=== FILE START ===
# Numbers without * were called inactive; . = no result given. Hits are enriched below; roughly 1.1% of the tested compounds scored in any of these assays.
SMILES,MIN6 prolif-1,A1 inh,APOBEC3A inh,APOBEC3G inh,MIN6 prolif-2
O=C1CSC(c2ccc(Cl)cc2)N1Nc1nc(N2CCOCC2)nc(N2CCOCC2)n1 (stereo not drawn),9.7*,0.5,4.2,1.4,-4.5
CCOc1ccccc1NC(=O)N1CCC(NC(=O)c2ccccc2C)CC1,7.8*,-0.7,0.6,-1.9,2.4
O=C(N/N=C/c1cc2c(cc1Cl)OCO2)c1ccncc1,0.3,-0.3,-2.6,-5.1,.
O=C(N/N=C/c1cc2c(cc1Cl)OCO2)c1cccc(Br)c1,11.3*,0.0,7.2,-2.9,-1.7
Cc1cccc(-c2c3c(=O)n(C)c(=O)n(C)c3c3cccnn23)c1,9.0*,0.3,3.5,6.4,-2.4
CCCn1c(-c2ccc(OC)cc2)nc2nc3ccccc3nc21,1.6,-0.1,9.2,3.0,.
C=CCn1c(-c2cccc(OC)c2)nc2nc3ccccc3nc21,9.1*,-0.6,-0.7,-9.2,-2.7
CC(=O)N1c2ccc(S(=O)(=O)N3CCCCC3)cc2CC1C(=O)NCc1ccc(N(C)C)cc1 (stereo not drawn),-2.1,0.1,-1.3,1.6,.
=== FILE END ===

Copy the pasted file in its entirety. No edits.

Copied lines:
# Numbers without * were called inactive; . = no result given. Hits are enriched below; roughly 1.1% of the tested compounds scored in any of these assays.
SMILES,MIN6 prolif-1,A1 inh,APOBEC3A inh,APOBEC3G inh,MIN6 prolif-2
O=C1CSC(c2ccc(Cl)cc2)N1Nc1nc(N2CCOCC2)nc(N2CCOCC2)n1 (stereo not drawn),9.7*,0.5,4.2,1.4,-4.5
CCOc1ccccc1NC(=O)N1CCC(NC(=O)c2ccccc2C)CC1,7.8*,-0.7,0.6,-1.9,2.4
O=C(N/N=C/c1cc2c(cc1Cl)OCO2)c1ccncc1,0.3,-0.3,-2.6,-5.1,.
O=C(N/N=C/c1cc2c(cc1Cl)OCO2)c1cccc(Br)c1,11.3*,0.0,7.2,-2.9,-1.7
Cc1cccc(-c2c3c(=O)n(C)c(=O)n(C)c3c3cccnn23)c1,9.0*,0.3,3.5,6.4,-2.4
CCCn1c(-c2ccc(OC)cc2)nc2nc3ccccc3nc21,1.6,-0.1,9.2,3.0,.
C=CCn1c(-c2cccc(OC)c2)nc2nc3ccccc3nc21,9.1*,-0.6,-0.7,-9.2,-2.7
CC(=O)N1c2ccc(S(=O)(=O)N3CCCCC3)cc2CC1C(=O)NCc1ccc(N(C)C)cc1 (stereo not drawn),-2.1,0.1,-1.3,1.6,.